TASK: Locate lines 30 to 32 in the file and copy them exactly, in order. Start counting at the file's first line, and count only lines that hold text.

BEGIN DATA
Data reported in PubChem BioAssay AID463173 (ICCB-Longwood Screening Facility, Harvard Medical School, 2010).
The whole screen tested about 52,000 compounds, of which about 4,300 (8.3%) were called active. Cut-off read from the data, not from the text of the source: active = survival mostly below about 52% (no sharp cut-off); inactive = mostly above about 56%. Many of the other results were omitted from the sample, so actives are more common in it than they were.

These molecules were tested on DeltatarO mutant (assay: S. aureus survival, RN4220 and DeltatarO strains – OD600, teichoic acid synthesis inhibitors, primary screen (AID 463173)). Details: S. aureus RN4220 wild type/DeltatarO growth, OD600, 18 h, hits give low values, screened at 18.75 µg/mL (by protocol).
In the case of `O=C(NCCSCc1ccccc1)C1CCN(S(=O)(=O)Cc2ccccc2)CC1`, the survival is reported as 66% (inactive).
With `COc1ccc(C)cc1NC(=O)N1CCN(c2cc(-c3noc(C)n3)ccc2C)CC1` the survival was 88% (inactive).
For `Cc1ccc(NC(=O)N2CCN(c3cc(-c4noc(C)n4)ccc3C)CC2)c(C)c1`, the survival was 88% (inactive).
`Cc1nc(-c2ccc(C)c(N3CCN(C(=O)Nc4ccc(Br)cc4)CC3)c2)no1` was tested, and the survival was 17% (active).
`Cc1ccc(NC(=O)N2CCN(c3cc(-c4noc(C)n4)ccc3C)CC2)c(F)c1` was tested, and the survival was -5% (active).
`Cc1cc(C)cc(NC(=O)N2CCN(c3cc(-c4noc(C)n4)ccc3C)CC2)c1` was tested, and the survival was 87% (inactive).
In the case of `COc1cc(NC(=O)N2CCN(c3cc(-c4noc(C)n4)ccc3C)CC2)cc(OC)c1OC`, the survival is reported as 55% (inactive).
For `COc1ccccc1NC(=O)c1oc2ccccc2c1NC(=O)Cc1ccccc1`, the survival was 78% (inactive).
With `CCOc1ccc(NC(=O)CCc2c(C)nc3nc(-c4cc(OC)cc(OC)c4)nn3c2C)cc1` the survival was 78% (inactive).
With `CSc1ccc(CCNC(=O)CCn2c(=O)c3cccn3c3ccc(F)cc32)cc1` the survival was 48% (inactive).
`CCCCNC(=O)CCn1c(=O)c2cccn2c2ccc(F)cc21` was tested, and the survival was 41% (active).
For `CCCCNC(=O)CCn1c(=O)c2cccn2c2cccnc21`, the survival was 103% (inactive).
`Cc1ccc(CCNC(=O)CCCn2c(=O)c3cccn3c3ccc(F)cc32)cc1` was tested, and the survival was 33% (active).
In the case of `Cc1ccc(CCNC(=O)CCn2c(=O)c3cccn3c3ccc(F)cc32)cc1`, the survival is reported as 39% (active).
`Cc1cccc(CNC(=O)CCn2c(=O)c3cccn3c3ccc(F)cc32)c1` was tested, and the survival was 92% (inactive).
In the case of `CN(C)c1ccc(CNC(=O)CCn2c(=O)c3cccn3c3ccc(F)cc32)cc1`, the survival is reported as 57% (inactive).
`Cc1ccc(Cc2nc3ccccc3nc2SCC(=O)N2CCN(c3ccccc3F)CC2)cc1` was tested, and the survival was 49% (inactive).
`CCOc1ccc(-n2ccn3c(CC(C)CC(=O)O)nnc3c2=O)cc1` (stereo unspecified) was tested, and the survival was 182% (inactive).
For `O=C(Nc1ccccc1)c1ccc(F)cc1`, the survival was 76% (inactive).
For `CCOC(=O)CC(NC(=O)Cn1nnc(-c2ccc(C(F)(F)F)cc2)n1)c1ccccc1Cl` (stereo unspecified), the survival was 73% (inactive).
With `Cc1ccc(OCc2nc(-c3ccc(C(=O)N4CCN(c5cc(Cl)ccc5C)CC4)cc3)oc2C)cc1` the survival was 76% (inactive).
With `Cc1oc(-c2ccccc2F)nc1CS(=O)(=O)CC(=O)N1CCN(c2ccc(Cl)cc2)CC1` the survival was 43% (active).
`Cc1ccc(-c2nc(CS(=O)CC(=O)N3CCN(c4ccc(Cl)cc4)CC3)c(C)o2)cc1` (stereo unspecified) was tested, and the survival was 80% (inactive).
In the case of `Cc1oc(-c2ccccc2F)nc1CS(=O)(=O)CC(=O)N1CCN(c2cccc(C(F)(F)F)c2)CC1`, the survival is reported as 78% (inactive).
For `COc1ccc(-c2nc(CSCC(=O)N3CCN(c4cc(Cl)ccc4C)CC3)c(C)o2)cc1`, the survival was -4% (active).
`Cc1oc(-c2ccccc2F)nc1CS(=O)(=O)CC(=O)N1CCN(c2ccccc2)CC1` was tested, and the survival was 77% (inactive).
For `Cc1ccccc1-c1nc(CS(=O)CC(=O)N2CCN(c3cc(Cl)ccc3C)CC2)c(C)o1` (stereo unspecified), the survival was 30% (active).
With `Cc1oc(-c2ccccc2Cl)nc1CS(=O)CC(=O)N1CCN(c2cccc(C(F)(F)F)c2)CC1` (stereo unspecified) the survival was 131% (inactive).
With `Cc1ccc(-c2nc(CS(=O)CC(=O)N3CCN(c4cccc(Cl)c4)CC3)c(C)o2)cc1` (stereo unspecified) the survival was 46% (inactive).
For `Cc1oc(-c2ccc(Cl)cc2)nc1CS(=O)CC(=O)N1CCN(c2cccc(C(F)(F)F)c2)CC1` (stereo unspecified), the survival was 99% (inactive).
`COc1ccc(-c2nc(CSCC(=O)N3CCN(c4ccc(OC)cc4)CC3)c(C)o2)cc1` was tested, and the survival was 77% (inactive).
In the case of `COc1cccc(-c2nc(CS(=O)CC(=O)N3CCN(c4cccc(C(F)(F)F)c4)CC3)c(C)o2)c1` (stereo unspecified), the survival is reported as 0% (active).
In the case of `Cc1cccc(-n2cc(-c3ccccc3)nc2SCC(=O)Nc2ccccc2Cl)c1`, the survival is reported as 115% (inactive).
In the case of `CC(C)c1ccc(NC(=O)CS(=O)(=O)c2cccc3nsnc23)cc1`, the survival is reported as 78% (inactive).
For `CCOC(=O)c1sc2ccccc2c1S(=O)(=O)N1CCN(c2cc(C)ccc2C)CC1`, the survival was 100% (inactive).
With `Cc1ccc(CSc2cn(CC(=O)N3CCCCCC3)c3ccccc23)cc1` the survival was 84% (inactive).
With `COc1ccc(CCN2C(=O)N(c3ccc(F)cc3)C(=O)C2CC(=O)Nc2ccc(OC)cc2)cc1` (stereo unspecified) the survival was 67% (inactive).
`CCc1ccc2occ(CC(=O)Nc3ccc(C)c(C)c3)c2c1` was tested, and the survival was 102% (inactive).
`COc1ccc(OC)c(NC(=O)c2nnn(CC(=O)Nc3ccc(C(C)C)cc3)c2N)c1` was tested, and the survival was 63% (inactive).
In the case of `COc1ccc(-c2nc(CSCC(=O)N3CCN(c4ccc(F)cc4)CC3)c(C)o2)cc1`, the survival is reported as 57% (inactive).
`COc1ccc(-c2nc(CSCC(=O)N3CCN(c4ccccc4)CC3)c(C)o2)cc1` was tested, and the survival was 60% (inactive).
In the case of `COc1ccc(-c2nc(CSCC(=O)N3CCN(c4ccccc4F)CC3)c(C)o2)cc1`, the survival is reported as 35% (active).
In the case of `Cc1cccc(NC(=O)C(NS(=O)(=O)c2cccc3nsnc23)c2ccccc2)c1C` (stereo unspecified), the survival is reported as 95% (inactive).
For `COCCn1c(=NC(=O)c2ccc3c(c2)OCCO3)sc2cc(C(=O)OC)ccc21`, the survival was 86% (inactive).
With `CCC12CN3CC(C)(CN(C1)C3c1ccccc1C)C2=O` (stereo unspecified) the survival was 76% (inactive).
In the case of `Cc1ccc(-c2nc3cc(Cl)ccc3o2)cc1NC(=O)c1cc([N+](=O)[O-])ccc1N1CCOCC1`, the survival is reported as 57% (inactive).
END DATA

For `Cc1ccccc1-c1nc(CS(=O)CC(=O)N2CCN(c3cc(Cl)ccc3C)CC2)c(C)o1` (stereo unspecified), the survival was 30% (active).
With `Cc1oc(-c2ccccc2Cl)nc1CS(=O)CC(=O)N1CCN(c2cccc(C(F)(F)F)c2)CC1` (stereo unspecified) the survival was 131% (inactive).
With `Cc1ccc(-c2nc(CS(=O)CC(=O)N3CCN(c4cccc(Cl)c4)CC3)c(C)o2)cc1` (stereo unspecified) the survival was 46% (inactive).